Police recruit Benjamin Riggs walks to the head of the room to greet the mayor, police chief, and high-ranking staff.
27 new Lexington police recruits began training Tuesday, but it will be another eleven months before they hit the streets on their own. One by one, the new recruits file past the mayor, police chief, and high-ranking staff. The process began with nearly 800 applicants. Now only 27 remain. Police Chief Ronnie Bastin says the recruits - men, women, African-Americans, Latinos, and Asian-Americans - represent a cross-section of the Lexington population.
A Jeep Wrangler is seen at a dealership in Chicago. Powered by a newly designed fleet of vehicles, the brand saw a sharp rise in sales in 2011.
Credit Scott Olson / Getty Images
America's big three automakers all experienced double-digit sales growth in 2011, helping the U.S. market continue its rebound from a dismal 2009. With annual reports out today, Chrysler says its sales were up 26 percent, while General Motors and Ford Motor Co. reporting gains of 13 and 11 percent, respectively.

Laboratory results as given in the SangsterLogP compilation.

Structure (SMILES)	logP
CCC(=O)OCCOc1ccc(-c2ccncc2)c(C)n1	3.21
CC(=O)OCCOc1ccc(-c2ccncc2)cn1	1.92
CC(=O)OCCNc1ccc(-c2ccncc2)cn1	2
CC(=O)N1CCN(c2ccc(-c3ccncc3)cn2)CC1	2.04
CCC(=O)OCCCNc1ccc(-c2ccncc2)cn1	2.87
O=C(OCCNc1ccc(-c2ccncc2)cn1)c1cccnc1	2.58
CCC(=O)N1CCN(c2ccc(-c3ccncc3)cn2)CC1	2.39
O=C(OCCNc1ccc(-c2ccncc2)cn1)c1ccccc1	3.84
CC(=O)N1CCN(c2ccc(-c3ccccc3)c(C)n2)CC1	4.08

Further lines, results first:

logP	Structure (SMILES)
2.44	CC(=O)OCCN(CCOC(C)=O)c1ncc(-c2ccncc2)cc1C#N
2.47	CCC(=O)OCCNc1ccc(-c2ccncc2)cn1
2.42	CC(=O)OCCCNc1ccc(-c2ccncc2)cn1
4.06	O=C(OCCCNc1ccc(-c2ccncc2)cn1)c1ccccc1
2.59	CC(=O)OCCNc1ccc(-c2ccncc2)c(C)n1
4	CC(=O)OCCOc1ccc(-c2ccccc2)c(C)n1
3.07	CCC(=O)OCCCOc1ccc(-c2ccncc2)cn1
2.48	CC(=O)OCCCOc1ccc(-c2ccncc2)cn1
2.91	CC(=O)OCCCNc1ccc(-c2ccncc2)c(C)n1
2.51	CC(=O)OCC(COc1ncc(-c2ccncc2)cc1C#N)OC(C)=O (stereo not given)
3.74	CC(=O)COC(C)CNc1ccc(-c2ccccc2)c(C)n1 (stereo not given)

Saying he's there "to make sure we make Mitt Romney the next president of the United States of America," 2008 Republican presidential nominee Sen. John McCain just returned to New Hampshire to endorse the White House bid of his one-time rival, former Massachusetts Gov. Mitt Romney.
McCain and Romney fought a hard battle for the GOP nomination n 2008, after which Romney endorsed the Arizona senator.
Lexington Mayor Jim Gray is reacting to the sudden death of perennial candidate Gatewood Galbraith. This morning Gray said Galbraith's campaigns were always genuine and born of conviction. "That represented the kind of democratic process, the kind of campaigning that is often something we don't see anymore. He brought color, he brought conviction. And an unfiltered, unvarnished way of looking at the democratic process," Gray said.
Boeing plans to close its Wichita plant, where in 2005 members of the Machinists Union voted to go on strike, seen in this file photo.
Credit Larry W. Smith / Getty Images
Boeing Co. says it will shut down its Wichita facility, which specializes in maintaining and modifying the company's planes for military or government use. The plant is slated to close by the end of 2013.
The closure could devastate a portion of the local economy, according to The Wichita Eagle:
Charlie Rose may very well be the best interviewer on the planet. If there's something important in the news, chances are he has left his mark on the story — from the events unfolding in North Korea to the modern relevance of Shakespeare.